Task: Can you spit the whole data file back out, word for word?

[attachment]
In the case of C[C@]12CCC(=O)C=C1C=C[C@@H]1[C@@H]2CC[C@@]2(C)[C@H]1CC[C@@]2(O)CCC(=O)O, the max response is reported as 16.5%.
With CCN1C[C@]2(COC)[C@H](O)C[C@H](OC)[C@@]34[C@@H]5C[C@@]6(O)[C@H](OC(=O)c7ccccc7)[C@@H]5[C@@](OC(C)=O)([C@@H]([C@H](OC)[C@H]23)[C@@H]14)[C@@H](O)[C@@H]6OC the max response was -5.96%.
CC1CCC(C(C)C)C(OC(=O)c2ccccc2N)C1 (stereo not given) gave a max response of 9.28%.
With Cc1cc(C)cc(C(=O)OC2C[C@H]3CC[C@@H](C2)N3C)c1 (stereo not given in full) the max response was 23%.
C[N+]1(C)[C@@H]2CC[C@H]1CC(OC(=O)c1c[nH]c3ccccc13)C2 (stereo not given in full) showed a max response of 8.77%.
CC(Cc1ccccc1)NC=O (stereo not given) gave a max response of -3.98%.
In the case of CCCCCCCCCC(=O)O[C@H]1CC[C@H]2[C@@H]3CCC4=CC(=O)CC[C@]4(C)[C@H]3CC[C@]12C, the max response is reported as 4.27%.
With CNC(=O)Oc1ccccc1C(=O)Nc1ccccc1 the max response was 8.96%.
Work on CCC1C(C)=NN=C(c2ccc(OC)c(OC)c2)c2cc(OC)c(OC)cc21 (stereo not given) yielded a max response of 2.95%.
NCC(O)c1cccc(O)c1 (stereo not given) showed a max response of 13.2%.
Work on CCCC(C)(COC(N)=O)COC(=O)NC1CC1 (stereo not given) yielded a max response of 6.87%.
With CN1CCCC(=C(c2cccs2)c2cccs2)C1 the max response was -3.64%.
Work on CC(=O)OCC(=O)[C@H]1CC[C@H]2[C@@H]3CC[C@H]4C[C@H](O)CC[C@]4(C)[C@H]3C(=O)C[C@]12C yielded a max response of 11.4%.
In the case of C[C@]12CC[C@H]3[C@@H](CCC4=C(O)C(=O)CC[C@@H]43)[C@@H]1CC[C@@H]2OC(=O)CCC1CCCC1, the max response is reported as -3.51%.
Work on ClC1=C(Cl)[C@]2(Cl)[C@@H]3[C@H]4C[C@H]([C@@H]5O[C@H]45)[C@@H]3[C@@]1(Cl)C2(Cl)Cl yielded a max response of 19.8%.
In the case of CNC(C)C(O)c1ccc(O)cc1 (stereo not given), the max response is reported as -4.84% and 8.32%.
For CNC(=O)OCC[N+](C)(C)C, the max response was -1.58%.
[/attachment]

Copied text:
In the case of C[C@]12CCC(=O)C=C1C=C[C@@H]1[C@@H]2CC[C@@]2(C)[C@H]1CC[C@@]2(O)CCC(=O)O, the max response is reported as 16.5%.
With CCN1C[C@]2(COC)[C@H](O)C[C@H](OC)[C@@]34[C@@H]5C[C@@]6(O)[C@H](OC(=O)c7ccccc7)[C@@H]5[C@@](OC(C)=O)([C@@H]([C@H](OC)[C@H]23)[C@@H]14)[C@@H](O)[C@@H]6OC the max response was -5.96%.
CC1CCC(C(C)C)C(OC(=O)c2ccccc2N)C1 (stereo not given) gave a max response of 9.28%.
With Cc1cc(C)cc(C(=O)OC2C[C@H]3CC[C@@H](C2)N3C)c1 (stereo not given in full) the max response was 23%.
C[N+]1(C)[C@@H]2CC[C@H]1CC(OC(=O)c1c[nH]c3ccccc13)C2 (stereo not given in full) showed a max response of 8.77%.
CC(Cc1ccccc1)NC=O (stereo not given) gave a max response of -3.98%.
In the case of CCCCCCCCCC(=O)O[C@H]1CC[C@H]2[C@@H]3CCC4=CC(=O)CC[C@]4(C)[C@H]3CC[C@]12C, the max response is reported as 4.27%.
With CNC(=O)Oc1ccccc1C(=O)Nc1ccccc1 the max response was 8.96%.
Work on CCC1C(C)=NN=C(c2ccc(OC)c(OC)c2)c2cc(OC)c(OC)cc21 (stereo not given) yielded a max response of 2.95%.
NCC(O)c1cccc(O)c1 (stereo not given) showed a max response of 13.2%.
Work on CCCC(C)(COC(N)=O)COC(=O)NC1CC1 (stereo not given) yielded a max response of 6.87%.
With CN1CCCC(=C(c2cccs2)c2cccs2)C1 the max response was -3.64%.
Work on CC(=O)OCC(=O)[C@H]1CC[C@H]2[C@@H]3CC[C@H]4C[C@H](O)CC[C@]4(C)[C@H]3C(=O)C[C@]12C yielded a max response of 11.4%.
In the case of C[C@]12CC[C@H]3[C@@H](CCC4=C(O)C(=O)CC[C@@H]43)[C@@H]1CC[C@@H]2OC(=O)CCC1CCCC1, the max response is reported as -3.51%.
Work on ClC1=C(Cl)[C@]2(Cl)[C@@H]3[C@H]4C[C@H]([C@@H]5O[C@H]45)[C@@H]3[C@@]1(Cl)C2(Cl)Cl yielded a max response of 19.8%.
In the case of CNC(C)C(O)c1ccc(O)cc1 (stereo not given), the max response is reported as -4.84% and 8.32%.
For CNC(=O)OCC[N+](C)(C)C, the max response was -1.58%.